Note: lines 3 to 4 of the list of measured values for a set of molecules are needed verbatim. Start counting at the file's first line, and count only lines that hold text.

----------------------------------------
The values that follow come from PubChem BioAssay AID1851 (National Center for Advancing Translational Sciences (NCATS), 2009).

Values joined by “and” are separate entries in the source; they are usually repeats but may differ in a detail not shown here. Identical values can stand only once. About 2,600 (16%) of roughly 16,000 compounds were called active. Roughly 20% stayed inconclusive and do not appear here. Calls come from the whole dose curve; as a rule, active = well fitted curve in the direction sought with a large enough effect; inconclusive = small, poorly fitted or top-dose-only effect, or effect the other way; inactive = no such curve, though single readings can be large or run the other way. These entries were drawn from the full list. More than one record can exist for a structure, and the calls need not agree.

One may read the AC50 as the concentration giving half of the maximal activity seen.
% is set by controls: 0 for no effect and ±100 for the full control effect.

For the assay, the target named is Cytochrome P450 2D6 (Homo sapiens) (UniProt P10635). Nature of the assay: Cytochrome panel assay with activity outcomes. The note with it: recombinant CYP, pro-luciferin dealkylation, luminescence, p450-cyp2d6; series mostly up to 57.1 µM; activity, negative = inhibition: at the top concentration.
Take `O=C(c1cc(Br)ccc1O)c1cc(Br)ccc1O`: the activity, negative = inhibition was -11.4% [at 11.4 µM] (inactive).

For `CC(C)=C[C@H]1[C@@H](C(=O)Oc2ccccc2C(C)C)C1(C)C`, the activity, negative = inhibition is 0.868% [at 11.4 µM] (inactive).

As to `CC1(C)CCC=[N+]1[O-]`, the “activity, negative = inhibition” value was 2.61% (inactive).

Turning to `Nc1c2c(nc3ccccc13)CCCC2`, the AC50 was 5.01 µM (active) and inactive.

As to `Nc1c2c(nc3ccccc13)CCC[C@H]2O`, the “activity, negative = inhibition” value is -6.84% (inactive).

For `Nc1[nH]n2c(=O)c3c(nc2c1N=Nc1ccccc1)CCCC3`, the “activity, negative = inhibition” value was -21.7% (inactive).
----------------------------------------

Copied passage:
One may read the AC50 as the concentration giving half of the maximal activity seen.
% is set by controls: 0 for no effect and ±100 for the full control effect.